For over 30 years the leading pallet and sawmill magazine in America.
Market Update: Ups and Downs of the Pallet Lumber Market
Ups and Downs of Low-Grade Lumber: The Pallet Profile staff provides a look at the lumber market in the United States for the first quarter of 2017. It is a mixed bag of both ups and downs depending on the region and the species.
By Scott Brindley Jr.
Date Posted: 4/3/2017
Western Price Spikes
Over the last several months, we’ve seen a string of aggressive price increases in western industrial softwood. This upward pressure first became apparent in October of last year. October of 2016 was an especially important time, because it was one year after the Softwood Lumber Agreement (SLA) initially expired. The SLA was a trade deal between the United States and Canada that regulated softwood imports. When the SLA expired, there was a year-long period where legal action was barred, preventing the American side from legally pursuing a trade dispute until October of last year.
When this period expired, the market started going through changes. Several western pallet producers noted that the supply of industrial spruce pine fir (SPF) coming from Canada into the United States began to let off almost immediately. The supply of SPF to the western United States continued to tighten from October all the way to late January/early February. And today, the supply of SPF to the West continues to be tight.
SPF supply shortages were driven by the uncertainty surrounding the absence of a trade deal. Many were concerned about the possibility that retroactive countervailing duties could be placed on lumber sold during this period. Many contacts in the West pointed to this possibility as a major reason why suppliers in Canada cut off most of the material going into the United States and increased sales to China. The specter of duties has made China a more attractive market than the United States. Most industry experts admit that the U.S. sawmills at current production need Canadian material to fully supply the U.S. market. And this is particularly true out in the West.
It is important to remember that SPF isn’t the only material common in the West; there’s also Doug fir. The sale of Doug fir inside the United States isn’t directly covered by the SLA. However, shortly after the supply of SPF started to fall off, the supply of Doug fir also began to tighten. It’s common during the colder months for supplies of industrial softwood to tighten due to wintery weather affecting logging. Late last year, the shortage of Canadian SPF left domestic Doug fir to pick up the slack. Due to the increased demand, supplies of Doug fir diminished at a rate that was faster than normal for that time of year. Today, Doug fir supply in the West is still very tight, which becomes more concerning as the western pallet market approaches its busy season related to agricultural production. Even if supplies of Doug fir improve as we approach warmer months, the market may still feel off kilter until there’s some resolution in a new softwood deal.
There has been quite a bit of upward pressure on new pallet pricing in the western pallet market. This upward pressure has been to cover increased raw material cost.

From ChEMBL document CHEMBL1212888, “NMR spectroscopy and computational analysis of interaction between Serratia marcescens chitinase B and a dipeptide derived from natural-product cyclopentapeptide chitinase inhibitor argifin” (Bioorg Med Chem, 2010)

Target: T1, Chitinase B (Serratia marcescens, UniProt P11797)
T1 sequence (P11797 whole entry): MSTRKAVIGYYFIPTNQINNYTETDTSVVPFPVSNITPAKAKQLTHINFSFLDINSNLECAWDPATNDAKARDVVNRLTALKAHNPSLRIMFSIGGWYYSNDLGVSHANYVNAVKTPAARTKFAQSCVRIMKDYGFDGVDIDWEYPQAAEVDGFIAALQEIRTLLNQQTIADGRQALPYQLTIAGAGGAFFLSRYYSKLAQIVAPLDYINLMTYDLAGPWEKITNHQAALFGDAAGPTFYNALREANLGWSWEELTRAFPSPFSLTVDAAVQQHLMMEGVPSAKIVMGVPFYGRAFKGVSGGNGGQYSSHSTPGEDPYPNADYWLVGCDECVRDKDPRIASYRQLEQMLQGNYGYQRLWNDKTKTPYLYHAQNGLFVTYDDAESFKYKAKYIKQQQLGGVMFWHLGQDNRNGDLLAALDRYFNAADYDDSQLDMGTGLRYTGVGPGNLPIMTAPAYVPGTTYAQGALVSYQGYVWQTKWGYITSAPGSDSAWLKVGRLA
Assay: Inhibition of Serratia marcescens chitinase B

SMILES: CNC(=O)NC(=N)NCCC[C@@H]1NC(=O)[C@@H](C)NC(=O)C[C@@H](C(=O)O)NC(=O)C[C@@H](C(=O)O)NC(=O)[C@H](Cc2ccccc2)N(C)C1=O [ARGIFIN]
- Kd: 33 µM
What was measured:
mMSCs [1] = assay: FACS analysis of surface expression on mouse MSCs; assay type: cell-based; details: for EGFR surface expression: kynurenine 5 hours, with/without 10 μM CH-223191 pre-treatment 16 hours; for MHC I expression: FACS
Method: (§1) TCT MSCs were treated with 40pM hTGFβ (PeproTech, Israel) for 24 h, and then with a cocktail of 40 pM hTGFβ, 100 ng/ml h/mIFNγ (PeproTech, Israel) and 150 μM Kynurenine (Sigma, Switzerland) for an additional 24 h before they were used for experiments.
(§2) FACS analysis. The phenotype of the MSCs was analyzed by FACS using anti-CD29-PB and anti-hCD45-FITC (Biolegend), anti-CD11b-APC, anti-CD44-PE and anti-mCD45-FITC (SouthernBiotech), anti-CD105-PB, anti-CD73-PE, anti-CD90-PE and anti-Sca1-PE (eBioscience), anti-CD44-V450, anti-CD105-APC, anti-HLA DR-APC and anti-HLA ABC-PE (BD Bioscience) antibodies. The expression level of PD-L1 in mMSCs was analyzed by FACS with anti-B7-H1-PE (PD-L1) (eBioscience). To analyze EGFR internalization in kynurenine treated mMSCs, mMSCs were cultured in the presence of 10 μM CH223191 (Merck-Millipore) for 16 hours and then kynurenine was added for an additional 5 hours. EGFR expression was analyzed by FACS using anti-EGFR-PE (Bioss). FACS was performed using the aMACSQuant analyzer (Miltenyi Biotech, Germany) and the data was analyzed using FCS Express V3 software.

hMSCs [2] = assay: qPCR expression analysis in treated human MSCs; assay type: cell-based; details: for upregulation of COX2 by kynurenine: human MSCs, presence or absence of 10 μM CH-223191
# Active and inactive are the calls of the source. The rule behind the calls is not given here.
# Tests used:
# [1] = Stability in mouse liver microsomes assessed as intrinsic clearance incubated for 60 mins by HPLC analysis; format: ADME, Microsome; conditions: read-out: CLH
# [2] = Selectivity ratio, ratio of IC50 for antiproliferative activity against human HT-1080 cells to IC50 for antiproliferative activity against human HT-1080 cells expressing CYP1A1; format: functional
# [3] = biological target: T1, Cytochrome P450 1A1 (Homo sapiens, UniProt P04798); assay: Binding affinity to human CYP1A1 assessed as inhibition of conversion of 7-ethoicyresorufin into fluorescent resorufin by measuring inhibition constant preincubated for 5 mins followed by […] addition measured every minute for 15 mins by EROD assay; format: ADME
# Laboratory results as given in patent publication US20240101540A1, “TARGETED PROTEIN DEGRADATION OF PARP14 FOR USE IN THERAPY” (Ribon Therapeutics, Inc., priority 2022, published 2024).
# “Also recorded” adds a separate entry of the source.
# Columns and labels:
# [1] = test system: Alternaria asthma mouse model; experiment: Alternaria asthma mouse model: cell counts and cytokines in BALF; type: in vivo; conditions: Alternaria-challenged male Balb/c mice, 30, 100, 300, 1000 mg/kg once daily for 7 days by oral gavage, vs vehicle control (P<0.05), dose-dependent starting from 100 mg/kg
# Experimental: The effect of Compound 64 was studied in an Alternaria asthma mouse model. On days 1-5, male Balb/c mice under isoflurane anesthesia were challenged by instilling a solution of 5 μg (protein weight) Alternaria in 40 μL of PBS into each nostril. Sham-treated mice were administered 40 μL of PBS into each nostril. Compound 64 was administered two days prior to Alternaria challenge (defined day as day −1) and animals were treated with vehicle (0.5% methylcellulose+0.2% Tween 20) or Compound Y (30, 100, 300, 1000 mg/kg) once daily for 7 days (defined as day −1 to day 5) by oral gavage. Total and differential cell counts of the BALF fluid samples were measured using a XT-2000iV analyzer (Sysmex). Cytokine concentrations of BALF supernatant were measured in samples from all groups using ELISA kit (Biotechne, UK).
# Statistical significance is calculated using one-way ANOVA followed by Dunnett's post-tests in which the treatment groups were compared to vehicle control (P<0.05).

Shifts in the Midwest and Eastern Markets
In the hardwood pallet market east of the Rockies, cant supplies are plentiful. This has been the case since around mid-spring of last year. Robust inventories triggered some competition in the cant market and prices started to slide. In the later part of this winter, prices mostly stabilized. There was still some mild downward pressure but with much less urgency.
There have been some areas scattered around the country that have been hit with precipitation, which has hindered logging. Often, though, the surplus in cant inventories is large enough that some tightening in log supply doesn’t matter. There have been some reports from the Mid-Atlantic region that have shown more significant tightening in cant supply.
Western softwoods weren’t the only materials affected by the absence of a softwood deal. Pallet contacts across the upper Midwest who buy SPF from Canada have also noted difficulty finding material to purchase. SPF pricing in these areas has increased quite a bit since October of last year. Southern yellow pine (SYP) has gone through similar trends of upward pressure and tight availability though probably not as urgently as SPF.
Another concern that has arisen is difficult in finding markets for wood waste material. This has resulted from a warm winter with less heat energy needed from biomass, the loss of paper production and the sudden downfall of some pellet operations. Sawmills and large pallet operations are already starting to see this problem. But it has yet to significantly impact many smaller pallet companies. If the trend continues, it could develop into a crisis that impacts even more areas throughout the year.
Pallet demand in the East and Midwest started out the year as a mixed bag. Now that we are a few months into 2017, reports have been more consistently positive. There are still some areas of weak demand, but not enough to tip the scale against the positive.
There was downward pressure on pallet pricing, especially in the hardwood region, driven by competition when cant prices started going down. Now that cant prices are much more stable, pallet prices are also typically stable. Softwood pallet prices are higher nationwide.
Editor’s Note: For detailed weekly information on the pallet lumber market, subscribe to the Pallet Profile. It is the #1 resource for keeping updated on the pallet market. You can’t afford not to stay informed. Call 800-805-0263 today for a free trial.